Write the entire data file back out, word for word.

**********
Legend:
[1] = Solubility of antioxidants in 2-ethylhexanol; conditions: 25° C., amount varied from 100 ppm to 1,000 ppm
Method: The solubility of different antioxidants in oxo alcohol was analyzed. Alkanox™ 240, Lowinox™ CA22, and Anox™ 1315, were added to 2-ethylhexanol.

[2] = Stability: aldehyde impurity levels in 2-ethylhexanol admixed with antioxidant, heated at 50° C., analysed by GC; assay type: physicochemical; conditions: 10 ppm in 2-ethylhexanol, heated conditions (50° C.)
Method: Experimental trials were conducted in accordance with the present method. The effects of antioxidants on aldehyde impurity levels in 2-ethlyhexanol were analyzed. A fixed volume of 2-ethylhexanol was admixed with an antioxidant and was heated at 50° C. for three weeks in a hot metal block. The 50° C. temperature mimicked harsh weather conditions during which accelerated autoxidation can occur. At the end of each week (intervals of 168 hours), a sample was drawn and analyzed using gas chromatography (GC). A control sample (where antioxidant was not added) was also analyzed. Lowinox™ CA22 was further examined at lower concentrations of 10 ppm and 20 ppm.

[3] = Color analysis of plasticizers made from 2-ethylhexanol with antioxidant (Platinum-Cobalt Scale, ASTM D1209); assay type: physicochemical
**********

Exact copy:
Legend:
[1] = Solubility of antioxidants in 2-ethylhexanol; conditions: 25° C., amount varied from 100 ppm to 1,000 ppm
Method: The solubility of different antioxidants in oxo alcohol was analyzed. Alkanox™ 240, Lowinox™ CA22, and Anox™ 1315, were added to 2-ethylhexanol.

[2] = Stability: aldehyde impurity levels in 2-ethylhexanol admixed with antioxidant, heated at 50° C., analysed by GC; assay type: physicochemical; conditions: 10 ppm in 2-ethylhexanol, heated conditions (50° C.)
Method: Experimental trials were conducted in accordance with the present method. The effects of antioxidants on aldehyde impurity levels in 2-ethlyhexanol were analyzed. A fixed volume of 2-ethylhexanol was admixed with an antioxidant and was heated at 50° C. for three weeks in a hot metal block. The 50° C. temperature mimicked harsh weather conditions during which accelerated autoxidation can occur. At the end of each week (intervals of 168 hours), a sample was drawn and analyzed using gas chromatography (GC). A control sample (where antioxidant was not added) was also analyzed. Lowinox™ CA22 was further examined at lower concentrations of 10 ppm and 20 ppm.

[3] = Color analysis of plasticizers made from 2-ethylhexanol with antioxidant (Platinum-Cobalt Scale, ASTM D1209); assay type: physicochemical